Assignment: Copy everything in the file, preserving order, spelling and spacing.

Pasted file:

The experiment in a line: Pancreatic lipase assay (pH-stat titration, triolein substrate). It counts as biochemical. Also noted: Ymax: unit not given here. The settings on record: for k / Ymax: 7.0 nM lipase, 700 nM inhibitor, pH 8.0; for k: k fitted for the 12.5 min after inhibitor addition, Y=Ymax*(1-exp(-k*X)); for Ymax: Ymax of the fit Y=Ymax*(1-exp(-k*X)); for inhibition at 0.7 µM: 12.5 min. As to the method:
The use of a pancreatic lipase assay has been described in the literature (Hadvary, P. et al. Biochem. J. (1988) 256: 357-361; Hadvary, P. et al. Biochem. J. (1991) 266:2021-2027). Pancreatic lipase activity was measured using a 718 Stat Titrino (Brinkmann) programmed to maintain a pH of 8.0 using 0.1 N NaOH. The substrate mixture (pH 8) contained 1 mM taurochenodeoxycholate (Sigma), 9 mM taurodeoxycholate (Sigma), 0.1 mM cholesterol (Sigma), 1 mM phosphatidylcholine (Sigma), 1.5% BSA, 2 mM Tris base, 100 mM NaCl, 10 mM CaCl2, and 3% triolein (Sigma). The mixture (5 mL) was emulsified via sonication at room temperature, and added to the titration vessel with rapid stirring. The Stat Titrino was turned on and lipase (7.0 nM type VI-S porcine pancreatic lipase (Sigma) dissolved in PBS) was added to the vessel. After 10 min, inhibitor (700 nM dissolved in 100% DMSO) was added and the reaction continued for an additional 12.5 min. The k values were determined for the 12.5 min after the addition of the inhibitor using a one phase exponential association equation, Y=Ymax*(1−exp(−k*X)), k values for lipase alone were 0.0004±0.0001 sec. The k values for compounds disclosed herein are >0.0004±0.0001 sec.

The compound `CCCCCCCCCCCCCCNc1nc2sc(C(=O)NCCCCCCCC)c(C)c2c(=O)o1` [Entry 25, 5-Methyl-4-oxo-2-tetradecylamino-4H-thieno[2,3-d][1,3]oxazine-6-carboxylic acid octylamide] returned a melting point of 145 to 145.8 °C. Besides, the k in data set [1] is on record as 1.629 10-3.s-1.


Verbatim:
The experiment in a line: Pancreatic lipase assay (pH-stat titration, triolein substrate). It counts as biochemical. Also noted: Ymax: unit not given here. The settings on record: for k / Ymax: 7.0 nM lipase, 700 nM inhibitor, pH 8.0; for k: k fitted for the 12.5 min after inhibitor addition, Y=Ymax*(1-exp(-k*X)); for Ymax: Ymax of the fit Y=Ymax*(1-exp(-k*X)); for inhibition at 0.7 µM: 12.5 min. As to the method:
The use of a pancreatic lipase assay has been described in the literature (Hadvary, P. et al. Biochem. J. (1988) 256: 357-361; Hadvary, P. et al. Biochem. J. (1991) 266:2021-2027). Pancreatic lipase activity was measured using a 718 Stat Titrino (Brinkmann) programmed to maintain a pH of 8.0 using 0.1 N NaOH. The substrate mixture (pH 8) contained 1 mM taurochenodeoxycholate (Sigma), 9 mM taurodeoxycholate (Sigma), 0.1 mM cholesterol (Sigma), 1 mM phosphatidylcholine (Sigma), 1.5% BSA, 2 mM Tris base, 100 mM NaCl, 10 mM CaCl2, and 3% triolein (Sigma). The mixture (5 mL) was emulsified via sonication at room temperature, and added to the titration vessel with rapid stirring. The Stat Titrino was turned on and lipase (7.0 nM type VI-S porcine pancreatic lipase (Sigma) dissolved in PBS) was added to the vessel. After 10 min, inhibitor (700 nM dissolved in 100% DMSO) was added and the reaction continued for an additional 12.5 min. The k values were determined for the 12.5 min after the addition of the inhibitor using a one phase exponential association equation, Y=Ymax*(1−exp(−k*X)), k values for lipase alone were 0.0004±0.0001 sec. The k values for compounds disclosed herein are >0.0004±0.0001 sec.

The compound `CCCCCCCCCCCCCCNc1nc2sc(C(=O)NCCCCCCCC)c(C)c2c(=O)o1` [Entry 25, 5-Methyl-4-oxo-2-tetradecylamino-4H-thieno[2,3-d][1,3]oxazine-6-carboxylic acid octylamide] returned a melting point of 145 to 145.8 °C. Besides, the k in data set [1] is on record as 1.629 10-3.s-1.